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2008 GDP Statistics

The Financial Crisis Bludgeons the Economy


GDP Growth

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Updated August 13, 2013
In 2008, the recession hit with a vengeance. There were three quarters where the economy contracted. The subprime mortgage crisis of 2006 and the banking liquidity crisis of 2007 had finally spread to the general economy and the stock market.

Here's the blog posts for each GDP release in 2008. (Go to Current GDP Statistics for an explanation of the difference between advance, secondary and final GDP reports.) You will also note that these estimates have been revised substantially by the BEA each year, based on additional data. The current estimate is first, and each prior year's estimate follows in parentheses. This is pretty much the only record I've seen of all these revisions.

Take a look at Q3, and you'll see the recession was much, much worse than we knew at the time. The BEA revised estimate shows the economy contracted 8.3%, much worse than the 5.4% contraction originally proposed. It is also worse than any quarterly contraction in any recession since The Great Depression. (See History of Recessions for more.)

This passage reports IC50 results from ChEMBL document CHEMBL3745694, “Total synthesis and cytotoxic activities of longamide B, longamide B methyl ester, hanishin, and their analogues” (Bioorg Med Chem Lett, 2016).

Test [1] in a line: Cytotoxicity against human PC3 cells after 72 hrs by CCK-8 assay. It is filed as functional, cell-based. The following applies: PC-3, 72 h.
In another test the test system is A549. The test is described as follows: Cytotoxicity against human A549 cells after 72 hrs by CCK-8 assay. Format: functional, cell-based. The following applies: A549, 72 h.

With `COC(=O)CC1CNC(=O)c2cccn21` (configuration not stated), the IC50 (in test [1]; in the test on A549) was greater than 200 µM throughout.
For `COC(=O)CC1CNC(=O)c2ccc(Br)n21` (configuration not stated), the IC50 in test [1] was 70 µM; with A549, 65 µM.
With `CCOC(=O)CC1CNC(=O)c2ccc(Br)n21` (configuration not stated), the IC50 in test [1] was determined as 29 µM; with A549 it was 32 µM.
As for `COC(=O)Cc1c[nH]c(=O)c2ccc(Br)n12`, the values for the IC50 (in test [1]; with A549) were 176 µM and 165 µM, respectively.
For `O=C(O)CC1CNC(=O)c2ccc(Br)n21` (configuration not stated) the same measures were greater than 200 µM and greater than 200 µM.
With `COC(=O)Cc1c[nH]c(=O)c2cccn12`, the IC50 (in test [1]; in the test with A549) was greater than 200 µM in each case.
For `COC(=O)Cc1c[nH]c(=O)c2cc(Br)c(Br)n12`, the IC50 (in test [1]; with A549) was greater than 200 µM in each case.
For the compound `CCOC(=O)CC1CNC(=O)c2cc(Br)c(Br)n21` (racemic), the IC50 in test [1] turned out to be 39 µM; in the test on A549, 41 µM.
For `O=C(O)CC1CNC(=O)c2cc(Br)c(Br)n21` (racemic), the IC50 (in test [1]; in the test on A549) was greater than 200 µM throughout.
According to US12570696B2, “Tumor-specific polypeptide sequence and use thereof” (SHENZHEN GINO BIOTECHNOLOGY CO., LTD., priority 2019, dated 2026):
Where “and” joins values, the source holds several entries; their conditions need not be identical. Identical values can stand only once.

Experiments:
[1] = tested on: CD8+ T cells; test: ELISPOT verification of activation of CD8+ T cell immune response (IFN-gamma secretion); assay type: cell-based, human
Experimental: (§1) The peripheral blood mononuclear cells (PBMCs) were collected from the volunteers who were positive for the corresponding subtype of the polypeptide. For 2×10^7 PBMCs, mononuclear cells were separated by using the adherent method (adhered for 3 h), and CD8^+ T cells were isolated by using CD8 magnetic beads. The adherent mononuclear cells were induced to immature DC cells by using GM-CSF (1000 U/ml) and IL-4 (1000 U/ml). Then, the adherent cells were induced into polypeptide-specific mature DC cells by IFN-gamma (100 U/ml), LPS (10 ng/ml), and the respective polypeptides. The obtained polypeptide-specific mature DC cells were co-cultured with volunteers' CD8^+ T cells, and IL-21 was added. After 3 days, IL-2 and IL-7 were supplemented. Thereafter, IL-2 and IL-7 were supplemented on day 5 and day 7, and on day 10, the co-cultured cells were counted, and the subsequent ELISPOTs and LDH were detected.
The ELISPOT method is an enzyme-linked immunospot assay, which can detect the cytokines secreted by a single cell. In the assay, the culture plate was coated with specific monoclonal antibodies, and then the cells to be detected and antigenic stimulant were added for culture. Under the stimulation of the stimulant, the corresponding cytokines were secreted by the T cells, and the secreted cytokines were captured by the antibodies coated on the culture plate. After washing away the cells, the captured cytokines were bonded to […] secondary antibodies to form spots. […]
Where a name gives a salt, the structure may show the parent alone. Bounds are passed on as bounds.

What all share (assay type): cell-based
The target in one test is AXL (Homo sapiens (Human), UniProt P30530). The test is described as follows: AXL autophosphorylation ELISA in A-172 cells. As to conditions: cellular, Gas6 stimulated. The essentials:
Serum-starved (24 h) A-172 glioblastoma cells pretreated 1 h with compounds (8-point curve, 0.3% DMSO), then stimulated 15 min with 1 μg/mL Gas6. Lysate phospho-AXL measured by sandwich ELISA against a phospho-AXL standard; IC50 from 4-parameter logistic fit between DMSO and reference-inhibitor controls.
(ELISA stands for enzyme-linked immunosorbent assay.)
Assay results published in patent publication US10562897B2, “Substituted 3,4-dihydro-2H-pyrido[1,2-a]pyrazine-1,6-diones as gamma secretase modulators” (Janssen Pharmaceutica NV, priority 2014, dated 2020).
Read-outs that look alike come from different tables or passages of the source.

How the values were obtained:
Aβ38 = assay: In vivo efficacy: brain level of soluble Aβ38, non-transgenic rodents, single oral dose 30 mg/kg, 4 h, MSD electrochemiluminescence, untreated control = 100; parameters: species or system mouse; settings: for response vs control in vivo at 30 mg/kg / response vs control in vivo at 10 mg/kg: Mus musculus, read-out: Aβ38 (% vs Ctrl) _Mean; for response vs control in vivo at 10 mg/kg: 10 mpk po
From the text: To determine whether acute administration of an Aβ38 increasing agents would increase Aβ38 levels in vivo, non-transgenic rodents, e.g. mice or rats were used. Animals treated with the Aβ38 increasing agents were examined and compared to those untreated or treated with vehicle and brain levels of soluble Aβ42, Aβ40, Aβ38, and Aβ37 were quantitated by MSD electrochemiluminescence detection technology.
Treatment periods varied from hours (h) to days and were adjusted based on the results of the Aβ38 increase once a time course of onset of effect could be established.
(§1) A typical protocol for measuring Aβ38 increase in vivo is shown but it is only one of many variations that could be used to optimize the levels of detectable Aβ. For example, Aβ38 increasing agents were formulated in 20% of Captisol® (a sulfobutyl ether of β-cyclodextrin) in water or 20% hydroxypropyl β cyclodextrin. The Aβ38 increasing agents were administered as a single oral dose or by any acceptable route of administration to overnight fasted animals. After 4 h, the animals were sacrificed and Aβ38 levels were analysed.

2008 GDP for the Year: -.03% (-.3% in 2011 revision, 0% in 2010, .4% in 2009)

Q4 2008 GDP:-8.3% ( -8.9% in 2011 revision, -6.8% in 2010, -5.4% in 2009)

Q3 2008 GDP: -2.0% (-3.7% in 2011 revision, -4% in 2010, -2.7% in 2009)

Q2 2008 GDP: 2.0% (1.3% in 2011 revision, 0.6% in 2010, 1.5% in 2009)

  • Advance Report: - The economy grew 1.9%. Revisions for 2007 were also released: 2007 GDP grew 2% and Q4 GDP fell .2%.
  • Second Report - Growth for Q2 2008 was revised up to 3.3%, thanks to new data about increased exports and decreased imports.
  • Third Report - Released when the economy was in the grips of a credit crunch, the BEA's downward revision only fueled further pessimism.

Q1 2008 GDP: -2.7% (-1.8% in 2011 revision, -.7% in 2010, No prior revision)

  • Advance Report: - Why slow growth at .6%, though painful, meant the economy (could have) avoided a recession.
  • Second Report - Growth was revised up to .9%. Why it still felt like a recession, even though it technically wasn't.
  • Third Report - Growth was revised up to 1% thanks to exports.

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